Empire’s Navy Admits It Is Far Too Profligate to Reach Goal of 355 Ships, Might Get to 310
Blames lack of funds but we all know that's not where the problem lies
A top Navy official suggested today the service is reconsidering its long-stated goal of a 355-ship fleet, floating the idea that a number around 310 ships would be about the best it can do if current funding projections hold.
Without big increases in shipbuilding accounts over the current five-year budget projection, “we can keep around 305 to 310 ships whole — properly manned, properly maintained, properly equipped,” Navy vice chief Adm. Robert Burke told reporters today. Although a 355-ship Navy “is a great target for us, it’s more important that we have the maximum capability to address every challenge that we might face,” he added.
As it stands now, the Navy has 290 ships, and will hit 300 by next fall, but as Navy leadership tries to build more ships, it has to confront two significant problems: keeping the ships it has in good condition, and wrestling with what are expected to be flat or declining budgets in the coming years. Only about 30 percent of the Navy’s destroyer fleet can leave port on time after repairs, while six of the service’s 11 aircraft carriers are in dock under repair, including the USS Harry S. Truman, which was supposed to deploy to the Middle East last month but has been hobbled by electrical problems.
The Truman can’t relieve the USS Abraham Lincoln carrier in the Middle East, forcing the Navy to extend the big deck’s 7-month deployment. “She’s just over eight months now,” Burke said in the Navy’s first confirmation of the extended deployment, “because the world gets a vote.”
During a Wednesday hearing on Navy readiness, Rep. John Garamendi, chairman of the House Armed Services Committee readiness subcommittee, warned the service’s top acquisition official, “if you cannot take care of a 290 ship fleet, so maybe you shouldn’t build more.”
Burke’s comments appear to offer a peek into the new force structure assessment the Navy and Marine Corps are currently working on, slated to wrap up by the end of the year. The two services want to more fully integrate their operations and spending, allowing the Marines to support the fleet from land using precision fires and F-35s based on small, ad hoc bases.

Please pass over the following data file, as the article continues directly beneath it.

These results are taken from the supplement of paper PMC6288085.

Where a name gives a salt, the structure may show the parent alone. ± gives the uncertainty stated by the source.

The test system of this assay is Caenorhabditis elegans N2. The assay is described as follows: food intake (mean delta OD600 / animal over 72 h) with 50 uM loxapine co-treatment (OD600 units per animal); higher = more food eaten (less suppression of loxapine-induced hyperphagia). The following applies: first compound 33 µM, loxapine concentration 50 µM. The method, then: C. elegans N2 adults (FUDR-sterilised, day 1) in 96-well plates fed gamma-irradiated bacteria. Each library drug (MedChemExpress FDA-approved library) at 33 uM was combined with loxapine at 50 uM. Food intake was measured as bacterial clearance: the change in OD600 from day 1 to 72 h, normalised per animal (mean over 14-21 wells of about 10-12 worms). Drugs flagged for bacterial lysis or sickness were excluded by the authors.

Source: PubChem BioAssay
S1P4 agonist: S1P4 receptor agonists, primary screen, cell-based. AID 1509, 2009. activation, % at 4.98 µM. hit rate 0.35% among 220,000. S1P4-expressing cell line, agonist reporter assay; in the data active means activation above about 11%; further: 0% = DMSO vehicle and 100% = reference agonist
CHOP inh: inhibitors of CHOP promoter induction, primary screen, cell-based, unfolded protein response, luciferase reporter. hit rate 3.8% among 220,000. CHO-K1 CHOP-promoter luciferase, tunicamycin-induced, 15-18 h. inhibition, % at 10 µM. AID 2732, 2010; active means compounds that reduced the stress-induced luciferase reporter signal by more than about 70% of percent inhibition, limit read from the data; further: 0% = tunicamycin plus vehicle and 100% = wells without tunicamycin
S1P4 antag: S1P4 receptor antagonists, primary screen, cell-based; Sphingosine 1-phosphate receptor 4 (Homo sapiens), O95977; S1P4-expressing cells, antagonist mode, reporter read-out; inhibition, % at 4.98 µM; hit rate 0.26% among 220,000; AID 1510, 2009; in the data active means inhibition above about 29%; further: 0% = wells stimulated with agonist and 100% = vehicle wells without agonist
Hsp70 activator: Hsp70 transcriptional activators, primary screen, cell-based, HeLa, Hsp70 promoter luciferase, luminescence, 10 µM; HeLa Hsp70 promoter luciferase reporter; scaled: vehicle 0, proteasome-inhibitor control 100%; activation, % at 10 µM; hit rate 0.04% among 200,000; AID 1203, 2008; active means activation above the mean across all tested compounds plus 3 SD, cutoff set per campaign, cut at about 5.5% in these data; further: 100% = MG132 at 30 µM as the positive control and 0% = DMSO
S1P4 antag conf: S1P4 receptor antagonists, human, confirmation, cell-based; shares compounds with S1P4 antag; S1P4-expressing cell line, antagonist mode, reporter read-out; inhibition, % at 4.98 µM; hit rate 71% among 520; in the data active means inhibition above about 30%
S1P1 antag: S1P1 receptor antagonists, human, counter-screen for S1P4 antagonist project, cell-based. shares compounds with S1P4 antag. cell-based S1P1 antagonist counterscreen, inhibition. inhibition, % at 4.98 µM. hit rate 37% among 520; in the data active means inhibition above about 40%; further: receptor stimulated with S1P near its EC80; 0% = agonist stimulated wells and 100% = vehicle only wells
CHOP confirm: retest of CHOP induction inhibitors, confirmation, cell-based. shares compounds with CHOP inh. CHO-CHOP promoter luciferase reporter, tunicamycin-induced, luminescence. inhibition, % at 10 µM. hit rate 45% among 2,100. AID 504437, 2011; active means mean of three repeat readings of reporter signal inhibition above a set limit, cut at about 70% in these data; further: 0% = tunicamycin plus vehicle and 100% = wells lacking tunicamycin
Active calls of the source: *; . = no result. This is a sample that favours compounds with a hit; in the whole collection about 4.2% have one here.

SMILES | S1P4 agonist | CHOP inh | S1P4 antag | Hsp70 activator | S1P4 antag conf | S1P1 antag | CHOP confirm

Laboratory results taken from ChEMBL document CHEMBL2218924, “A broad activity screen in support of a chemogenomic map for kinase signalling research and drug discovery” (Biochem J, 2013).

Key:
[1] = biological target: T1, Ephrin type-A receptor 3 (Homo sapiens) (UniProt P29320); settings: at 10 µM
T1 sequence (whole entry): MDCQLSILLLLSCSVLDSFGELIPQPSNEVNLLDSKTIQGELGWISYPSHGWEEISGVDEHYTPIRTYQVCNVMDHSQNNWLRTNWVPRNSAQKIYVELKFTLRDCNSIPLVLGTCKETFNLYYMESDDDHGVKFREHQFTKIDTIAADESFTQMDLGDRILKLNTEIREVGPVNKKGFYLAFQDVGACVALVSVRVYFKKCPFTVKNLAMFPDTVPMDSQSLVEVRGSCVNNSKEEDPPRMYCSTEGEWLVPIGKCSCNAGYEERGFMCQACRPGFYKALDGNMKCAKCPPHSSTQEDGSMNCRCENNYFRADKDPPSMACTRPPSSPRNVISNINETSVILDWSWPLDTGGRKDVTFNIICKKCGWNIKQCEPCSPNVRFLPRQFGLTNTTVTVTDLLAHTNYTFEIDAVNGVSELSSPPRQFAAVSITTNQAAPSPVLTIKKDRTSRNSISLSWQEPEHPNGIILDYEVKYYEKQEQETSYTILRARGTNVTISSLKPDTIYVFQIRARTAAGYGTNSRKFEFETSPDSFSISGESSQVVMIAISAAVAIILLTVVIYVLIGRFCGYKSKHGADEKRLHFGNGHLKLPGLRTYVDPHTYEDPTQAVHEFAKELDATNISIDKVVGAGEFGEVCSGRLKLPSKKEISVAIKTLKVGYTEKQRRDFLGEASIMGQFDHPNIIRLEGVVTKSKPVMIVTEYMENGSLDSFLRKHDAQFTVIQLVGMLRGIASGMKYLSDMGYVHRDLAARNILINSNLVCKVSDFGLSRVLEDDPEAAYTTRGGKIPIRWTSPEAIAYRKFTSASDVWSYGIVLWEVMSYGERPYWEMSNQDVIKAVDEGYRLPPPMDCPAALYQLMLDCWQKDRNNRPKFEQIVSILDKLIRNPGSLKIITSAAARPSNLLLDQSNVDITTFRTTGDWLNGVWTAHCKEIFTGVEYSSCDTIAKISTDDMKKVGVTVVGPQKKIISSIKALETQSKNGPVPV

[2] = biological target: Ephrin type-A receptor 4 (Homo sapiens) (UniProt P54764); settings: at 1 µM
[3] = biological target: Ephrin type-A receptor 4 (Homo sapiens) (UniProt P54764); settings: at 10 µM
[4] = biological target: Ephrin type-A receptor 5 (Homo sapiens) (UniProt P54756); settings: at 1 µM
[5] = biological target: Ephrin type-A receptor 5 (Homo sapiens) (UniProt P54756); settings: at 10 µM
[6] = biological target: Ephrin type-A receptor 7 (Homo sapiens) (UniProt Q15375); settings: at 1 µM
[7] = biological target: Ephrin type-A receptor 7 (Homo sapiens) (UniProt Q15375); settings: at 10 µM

Burke didn’t close the door on the larger fleet size, which was a major talking point for President Trump on the campaign trail in 2016. “It’s not to say we won’t getting 355, but some tough decisions need to be made,” Burke said, citing concerns over the Navy’s ability to repair ships on time and get them back out to sea. “On readiness, are we there yet, are we exactly where we want to be or should be? No.”
Part of the problem has been years of continuing resolutions passed by Congress in lieu of full yearly budgets. Those have affected operations and maintenance budgets.
Earlier this month, the Congressional Budget Office estimated the Navy would have to spend an extra $200 billion over its current estimated shipbuilding budget over the next 30 years to reach a 355-ship fleet, ballooning yearly shipbuilding accounts by 31 percent.
The growing federal deficit will also put a major squeeze on the Navy — and the Pentagon’s — plans. The deficit for 2019 grew to $984 billion, or 4.7 percent of GDP, the highest since 2012, the CBO estimated this week in a separate analysis. That’s a full 26 percent higher than the 2018 deficit and 48 percent above 2017.
When it comes to the force structure assessment, the final number of ships in the fleet continues to be something of a jump ball.
Col. Brian Magnuson, head of the Marine Corps Expeditionary Energy Office, told a Marine conference last month that it’s unclear how many ships the Navy and Marines will need until the force structure plan is done and is war gamed. Specifically, the number of amphibious ships carrying Marines and their gear “could be 18, it could be 138 – I just don’t know,” he said.
Source: Breaking Defense
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